There probably is no single cause of MTSS. A variety of factors may contribute to its development, including the running surface; the level of the athlete's conditioning; an increase in activity level; footwear; and abnormal biomechanics, which may include hyperpronation and heel rather than forefoot running.
Clinical features. The primary presenting symptom of MTSS is pain localized to the medial border of the distal third of the tibia. As in other overuse injuries, the pain initially is mild, develops toward the end of exercise, and is relieved with rest. If the athlete continues to exercise, the pain increases in intensity and begins to occur earlier or may occur with walking or at rest.
On physical examination, a diffuse area of tenderness often is found along the medial border of the distal tibia and along the medial gutter.7 Pain may be elicited with dorsiflexion or plantar flexion of the foot against resistance. In more severe cases, mild induration and swelling over the involved area may be noticed; in some chronic cases, thickening or nodularity may be palpated.5,6 The results of neurovasculature assessment are normal.
A diagnosis of MTSS usually is made with a thorough history and physical examination. However, imaging studies are ordered if the diagnosis is unclear and the clinician wants to rule out occult fracture, stress fracture, or bone tumor. Most patients with MTSS have normal radiographic findings.
Triple-phase bone scanning (TPBS) is highly sensitive in detecting bone stress lesions; this study often is the next to be ordered. TPBS usually shows superficial periosteal hyperconcentration or patchy areas of increased uptake along the medial border of the tibia.7,9
MRI may be used in evaluation of shin pain; it is similar to TPBS in its sensitivity and specificity.10 This alternative offers the benefits of having no radiation and providing additional evaluation of soft tissue structures. Therefore, although MRI is not required, it probably is the study of choice to make the diagnosis.
Treatment. Management of MTSS includes the same principles that are involved in management of other overuse injuries. Relative rest eliminates the inciting activity, allowing the inflamed muscle-tendon units or periosteum to heal; the patient also may engage in cross training (eg, bicycling, swimming, and pool running) to maintain fitness. The required duration of rest varies with the severity of the injury; it may be as short as a few days or as long as a few weeks.
During the acute phase, NSAIDs and anti-inflammatory modalities (eg, ice massage and iontophoresis) may help reduce inflammation and pain. Iontophoresis is a therapeutic means of introducing a topically applied corticosteroid, such as dexamethasone, into deeper soft tissue structures via a small electric current. A neoprene sleeve worn on the lower leg also may provide pain relief.
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- Wilder RP, Sethi S. Overuse injuries: tendinopathies, stress fractures, compartment syndrome, and shin splints. Clin Sports Med. 2004;23:55-81.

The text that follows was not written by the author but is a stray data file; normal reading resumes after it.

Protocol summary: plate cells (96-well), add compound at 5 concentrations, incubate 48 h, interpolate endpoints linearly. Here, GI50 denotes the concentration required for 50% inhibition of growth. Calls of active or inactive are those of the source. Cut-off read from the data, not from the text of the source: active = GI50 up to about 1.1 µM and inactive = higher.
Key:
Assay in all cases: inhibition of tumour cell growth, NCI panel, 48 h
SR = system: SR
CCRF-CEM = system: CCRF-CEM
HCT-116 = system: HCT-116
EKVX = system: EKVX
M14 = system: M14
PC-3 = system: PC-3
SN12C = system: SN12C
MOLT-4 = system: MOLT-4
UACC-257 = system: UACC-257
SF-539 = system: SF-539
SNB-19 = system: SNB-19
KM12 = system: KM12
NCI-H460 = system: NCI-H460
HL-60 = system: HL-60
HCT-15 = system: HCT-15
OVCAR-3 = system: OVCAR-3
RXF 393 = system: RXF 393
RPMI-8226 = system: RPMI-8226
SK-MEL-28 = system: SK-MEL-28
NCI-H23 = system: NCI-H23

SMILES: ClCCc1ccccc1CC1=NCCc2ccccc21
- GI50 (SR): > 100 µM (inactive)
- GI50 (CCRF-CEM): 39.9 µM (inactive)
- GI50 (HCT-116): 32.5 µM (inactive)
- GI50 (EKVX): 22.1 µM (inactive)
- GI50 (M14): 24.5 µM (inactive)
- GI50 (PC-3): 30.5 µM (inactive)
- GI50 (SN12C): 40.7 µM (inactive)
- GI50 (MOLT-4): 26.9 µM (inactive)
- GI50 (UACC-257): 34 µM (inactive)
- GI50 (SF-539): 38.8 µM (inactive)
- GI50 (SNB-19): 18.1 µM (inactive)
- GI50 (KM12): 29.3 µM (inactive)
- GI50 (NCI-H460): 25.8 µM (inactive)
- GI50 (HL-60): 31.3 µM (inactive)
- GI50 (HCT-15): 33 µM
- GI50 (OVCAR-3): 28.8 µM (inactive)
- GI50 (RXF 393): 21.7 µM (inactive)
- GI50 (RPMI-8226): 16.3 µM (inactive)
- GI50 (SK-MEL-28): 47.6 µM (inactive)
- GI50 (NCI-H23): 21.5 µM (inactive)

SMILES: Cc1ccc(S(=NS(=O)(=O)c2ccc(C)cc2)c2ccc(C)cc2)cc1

- Taunton JE, Ryan MB, Clement DB, et al. A retrospective case-control analysis of 2002 running injuries. Br J Sports Med. 2002;36:95-101.
- Brukner P, Khan K, Bradshaw C. Shin pain. In: Brukner P, Khan K, eds. Clinical Sports Medicine. 2nd ed. Sydney, Australia: McGraw-Hill; 2001:508-523.
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- Abramowitz AJ, Schepsis A, McArthur C. The medial tibial syndrome: the role of surgery. Orthop Rev. 1994;23:875-881.
- Brukner P. Exercise-related lower leg pain: bone. Med Sci Sports Exerc. 2000;32 (3 suppl):S15-S26.
- Michael RH, Holder LE. The soleus syndrome: a cause of medial tibial stress (shin splints). Am J Sports Med. 1985;13:87-94.
- Shikare S, Samsi AB, Tilve GH. Bone imaging in sports medicine. J Postgrad Med. 1997;43: 71-72.
- Batt ME, Ugalde V, Anderson MW, Shelton DK. A prospective controlled study of diagnostic imaging for acute shin splints. Med Sci Sports Exerc. 1998;30:1564-1571.
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- Roebuck JD, Finger DR, Irvin TL. Evaluation of suspected stress fractures. Orthopedics. 2001;24:771-773.
- Boam WD, Miser WF, Yuill SC, et al. Comparison of ultrasound examination with bone scintiscan in the diagnosis of stress fractures. J Am Board Fam Pract. 1996;9:414-417.
- Romani WA, Perrin DH, Dussault RG, et al. Identification of tibial stress fractures using therapeutic continuous ultrasound. J Orthop Sports Phys Ther. 2000;30:444-452.
- Wheeler P, Batt ME. Do non-steroidal antiinflammatory drugs adversely affect stress fracture healing? A short review. Br J Sports Med. 2005;39:65-69.
- Batt ME, Kemp S, Kerslake R. Delayed union stress fractures of the anterior tibia: conservative management. Br J Sports Med. 2001;35:74-77.
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- Pedowitz RA, Hargens AR, Mubarak SJ, Gershuni DH. Modified criteria for the objective diagnosis of chronic compartment syndrome of the leg. Am J Sports Med. 1990;18:35-40